Medicare hospital fund to run dry in 7 years, trustees say

The trust fund for Medicare Part A — which covers inpatient hospital and skilled nursing home care — will deplete in seven years, according to the Medicare Board of Trustees' annual report.

Medicare Part A's Hospital Insurance Trust Fund will pay full benefits through 2026. That's the same year the trustees' reported last year.

CMS Administrator Seema Verma said April 22 that the estimate is a "dose of reality" amid "a time when some are calling for a complete government takeover of the American healthcare system," referencing recent "Medicare for All" proposals.

"If we do not take the fiscal crisis in Medicare seriously, we will jeopardize access to healthcare for millions of seniors," she said.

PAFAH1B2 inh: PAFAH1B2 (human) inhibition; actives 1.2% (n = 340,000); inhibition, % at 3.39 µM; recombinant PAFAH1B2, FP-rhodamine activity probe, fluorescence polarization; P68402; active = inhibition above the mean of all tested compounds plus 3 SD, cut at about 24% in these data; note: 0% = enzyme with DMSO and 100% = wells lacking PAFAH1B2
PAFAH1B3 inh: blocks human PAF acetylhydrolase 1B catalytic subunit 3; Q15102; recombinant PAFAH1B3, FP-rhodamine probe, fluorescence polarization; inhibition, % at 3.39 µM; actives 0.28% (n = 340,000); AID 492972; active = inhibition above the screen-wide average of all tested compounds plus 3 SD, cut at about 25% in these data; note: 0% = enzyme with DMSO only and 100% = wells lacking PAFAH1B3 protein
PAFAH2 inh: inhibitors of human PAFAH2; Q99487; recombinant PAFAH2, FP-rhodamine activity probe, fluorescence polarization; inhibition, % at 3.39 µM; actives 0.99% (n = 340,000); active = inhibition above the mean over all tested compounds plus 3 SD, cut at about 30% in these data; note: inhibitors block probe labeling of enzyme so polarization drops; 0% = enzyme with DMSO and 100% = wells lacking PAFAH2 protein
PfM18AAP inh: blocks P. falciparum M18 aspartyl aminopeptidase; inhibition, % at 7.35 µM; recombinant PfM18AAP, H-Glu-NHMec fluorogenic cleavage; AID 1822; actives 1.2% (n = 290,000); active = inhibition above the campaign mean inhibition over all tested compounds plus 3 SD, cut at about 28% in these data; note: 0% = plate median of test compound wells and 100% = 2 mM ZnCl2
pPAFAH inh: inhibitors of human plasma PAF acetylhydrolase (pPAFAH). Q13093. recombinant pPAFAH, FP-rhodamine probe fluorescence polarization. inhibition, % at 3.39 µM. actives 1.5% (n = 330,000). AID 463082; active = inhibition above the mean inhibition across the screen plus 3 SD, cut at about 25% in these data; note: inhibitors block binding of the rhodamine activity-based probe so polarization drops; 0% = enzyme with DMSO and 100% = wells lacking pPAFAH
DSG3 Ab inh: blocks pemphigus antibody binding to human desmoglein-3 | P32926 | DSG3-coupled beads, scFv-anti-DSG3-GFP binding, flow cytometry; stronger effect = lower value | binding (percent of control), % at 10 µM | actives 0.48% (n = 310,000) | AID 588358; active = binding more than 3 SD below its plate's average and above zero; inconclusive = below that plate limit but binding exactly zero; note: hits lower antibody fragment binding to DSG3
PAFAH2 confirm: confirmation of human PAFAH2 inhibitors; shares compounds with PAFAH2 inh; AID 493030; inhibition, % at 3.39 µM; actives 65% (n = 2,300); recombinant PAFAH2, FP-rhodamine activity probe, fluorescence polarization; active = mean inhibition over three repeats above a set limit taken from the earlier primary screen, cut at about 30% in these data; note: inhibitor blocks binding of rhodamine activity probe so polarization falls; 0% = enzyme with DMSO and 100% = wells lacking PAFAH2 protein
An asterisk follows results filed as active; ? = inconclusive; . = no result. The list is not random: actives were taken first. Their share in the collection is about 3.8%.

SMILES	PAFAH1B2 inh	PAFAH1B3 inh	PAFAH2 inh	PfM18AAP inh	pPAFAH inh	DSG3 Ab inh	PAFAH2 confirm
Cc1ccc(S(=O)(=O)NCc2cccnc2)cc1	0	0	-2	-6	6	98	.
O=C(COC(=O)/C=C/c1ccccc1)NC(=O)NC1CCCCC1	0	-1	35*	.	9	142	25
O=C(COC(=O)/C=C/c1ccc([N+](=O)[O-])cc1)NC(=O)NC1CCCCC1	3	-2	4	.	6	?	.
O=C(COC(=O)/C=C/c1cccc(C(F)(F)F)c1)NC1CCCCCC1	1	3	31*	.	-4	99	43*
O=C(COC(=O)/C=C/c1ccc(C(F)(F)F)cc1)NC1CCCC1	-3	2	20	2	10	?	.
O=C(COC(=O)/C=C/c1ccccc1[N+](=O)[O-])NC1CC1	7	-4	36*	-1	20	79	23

The trustees said the fund that covers Medicare Parts B and D — which includes physician and outpatient care, and prescription drugs, respectively — will remain in financial balance for all future years because the program is funded through premiums and general revenue transfers. However, trustees predicted costs for Medicare Parts B and D's Supplementary Medical Insurance fund will increase significantly as a share of gross domestic product during the next 75 years.

Combined, Medicare costs will grow from last year's 3.7 percent of GDP to 5.9 percent of GDP in 2038. By 2093, Medicare costs are estimated to reflect 6.5 percent of GDP, CMS said.

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